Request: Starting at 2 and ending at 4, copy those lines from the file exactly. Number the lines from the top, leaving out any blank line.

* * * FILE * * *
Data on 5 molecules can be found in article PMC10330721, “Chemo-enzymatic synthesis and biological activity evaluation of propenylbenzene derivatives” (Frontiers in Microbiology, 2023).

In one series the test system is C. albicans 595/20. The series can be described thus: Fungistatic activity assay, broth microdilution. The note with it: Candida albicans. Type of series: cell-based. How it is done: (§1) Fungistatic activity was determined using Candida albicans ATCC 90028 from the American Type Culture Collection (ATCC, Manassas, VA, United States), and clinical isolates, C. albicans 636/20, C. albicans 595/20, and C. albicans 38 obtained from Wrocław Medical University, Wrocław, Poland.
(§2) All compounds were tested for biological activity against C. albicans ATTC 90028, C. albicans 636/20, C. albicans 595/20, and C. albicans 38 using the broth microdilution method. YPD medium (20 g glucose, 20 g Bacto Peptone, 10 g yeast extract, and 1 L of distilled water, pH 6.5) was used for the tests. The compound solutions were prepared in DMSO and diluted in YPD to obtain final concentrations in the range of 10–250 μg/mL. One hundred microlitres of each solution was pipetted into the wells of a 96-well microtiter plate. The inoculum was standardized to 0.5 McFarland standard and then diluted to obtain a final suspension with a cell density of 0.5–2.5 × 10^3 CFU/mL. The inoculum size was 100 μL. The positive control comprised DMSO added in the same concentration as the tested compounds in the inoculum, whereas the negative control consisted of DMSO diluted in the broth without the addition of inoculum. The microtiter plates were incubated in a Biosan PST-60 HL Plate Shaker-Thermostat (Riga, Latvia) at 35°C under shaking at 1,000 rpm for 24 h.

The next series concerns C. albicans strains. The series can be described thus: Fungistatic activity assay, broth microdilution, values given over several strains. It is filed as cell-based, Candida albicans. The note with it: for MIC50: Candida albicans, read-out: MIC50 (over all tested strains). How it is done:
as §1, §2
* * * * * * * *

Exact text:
In one series the test system is C. albicans 595/20. The series can be described thus: Fungistatic activity assay, broth microdilution. The note with it: Candida albicans. Type of series: cell-based. How it is done: (§1) Fungistatic activity was determined using Candida albicans ATCC 90028 from the American Type Culture Collection (ATCC, Manassas, VA, United States), and clinical isolates, C. albicans 636/20, C. albicans 595/20, and C. albicans 38 obtained from Wrocław Medical University, Wrocław, Poland.
(§2) All compounds were tested for biological activity against C. albicans ATTC 90028, C. albicans 636/20, C. albicans 595/20, and C. albicans 38 using the broth microdilution method. YPD medium (20 g glucose, 20 g Bacto Peptone, 10 g yeast extract, and 1 L of distilled water, pH 6.5) was used for the tests. The compound solutions were prepared in DMSO and diluted in YPD to obtain final concentrations in the range of 10–250 μg/mL. One hundred microlitres of each solution was pipetted into the wells of a 96-well microtiter plate. The inoculum was standardized to 0.5 McFarland standard and then diluted to obtain a final suspension with a cell density of 0.5–2.5 × 10^3 CFU/mL. The inoculum size was 100 μL. The positive control comprised DMSO added in the same concentration as the tested compounds in the inoculum, whereas the negative control consisted of DMSO diluted in the broth without the addition of inoculum. The microtiter plates were incubated in a Biosan PST-60 HL Plate Shaker-Thermostat (Riga, Latvia) at 35°C under shaking at 1,000 rpm for 24 h.

The next series concerns C. albicans strains. The series can be described thus: Fungistatic activity assay, broth microdilution, values given over several strains. It is filed as cell-based, Candida albicans. The note with it: for MIC50: Candida albicans, read-out: MIC50 (over all tested strains). How it is done: